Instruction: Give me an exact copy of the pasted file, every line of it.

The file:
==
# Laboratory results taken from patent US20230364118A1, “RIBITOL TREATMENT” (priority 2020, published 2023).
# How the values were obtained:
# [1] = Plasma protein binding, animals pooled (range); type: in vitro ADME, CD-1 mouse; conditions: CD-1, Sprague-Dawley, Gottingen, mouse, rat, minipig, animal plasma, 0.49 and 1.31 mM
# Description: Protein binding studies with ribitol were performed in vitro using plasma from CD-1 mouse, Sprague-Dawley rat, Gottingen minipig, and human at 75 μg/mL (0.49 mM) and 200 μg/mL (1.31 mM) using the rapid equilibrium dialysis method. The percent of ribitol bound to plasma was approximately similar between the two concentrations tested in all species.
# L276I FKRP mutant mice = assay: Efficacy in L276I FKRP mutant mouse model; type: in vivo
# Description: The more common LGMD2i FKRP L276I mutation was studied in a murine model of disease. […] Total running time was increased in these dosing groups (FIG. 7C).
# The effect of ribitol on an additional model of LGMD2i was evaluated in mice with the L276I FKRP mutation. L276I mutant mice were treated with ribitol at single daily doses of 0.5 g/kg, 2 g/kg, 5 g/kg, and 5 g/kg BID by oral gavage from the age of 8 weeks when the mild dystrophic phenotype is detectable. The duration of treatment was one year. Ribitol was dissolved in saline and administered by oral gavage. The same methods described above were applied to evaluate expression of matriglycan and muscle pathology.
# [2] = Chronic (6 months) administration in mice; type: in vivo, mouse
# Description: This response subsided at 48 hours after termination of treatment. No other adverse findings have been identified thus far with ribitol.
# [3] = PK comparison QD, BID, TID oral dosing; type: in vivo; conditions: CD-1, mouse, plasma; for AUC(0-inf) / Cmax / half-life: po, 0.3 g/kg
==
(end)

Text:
# Laboratory results taken from patent US20230364118A1, “RIBITOL TREATMENT” (priority 2020, published 2023).
# How the values were obtained:
# [1] = Plasma protein binding, animals pooled (range); type: in vitro ADME, CD-1 mouse; conditions: CD-1, Sprague-Dawley, Gottingen, mouse, rat, minipig, animal plasma, 0.49 and 1.31 mM
# Description: Protein binding studies with ribitol were performed in vitro using plasma from CD-1 mouse, Sprague-Dawley rat, Gottingen minipig, and human at 75 μg/mL (0.49 mM) and 200 μg/mL (1.31 mM) using the rapid equilibrium dialysis method. The percent of ribitol bound to plasma was approximately similar between the two concentrations tested in all species.
# L276I FKRP mutant mice = assay: Efficacy in L276I FKRP mutant mouse model; type: in vivo
# Description: The more common LGMD2i FKRP L276I mutation was studied in a murine model of disease. […] Total running time was increased in these dosing groups (FIG. 7C).
# The effect of ribitol on an additional model of LGMD2i was evaluated in mice with the L276I FKRP mutation. L276I mutant mice were treated with ribitol at single daily doses of 0.5 g/kg, 2 g/kg, 5 g/kg, and 5 g/kg BID by oral gavage from the age of 8 weeks when the mild dystrophic phenotype is detectable. The duration of treatment was one year. Ribitol was dissolved in saline and administered by oral gavage. The same methods described above were applied to evaluate expression of matriglycan and muscle pathology.
# [2] = Chronic (6 months) administration in mice; type: in vivo, mouse
# Description: This response subsided at 48 hours after termination of treatment. No other adverse findings have been identified thus far with ribitol.
# [3] = PK comparison QD, BID, TID oral dosing; type: in vivo; conditions: CD-1, mouse, plasma; for AUC(0-inf) / Cmax / half-life: po, 0.3 g/kg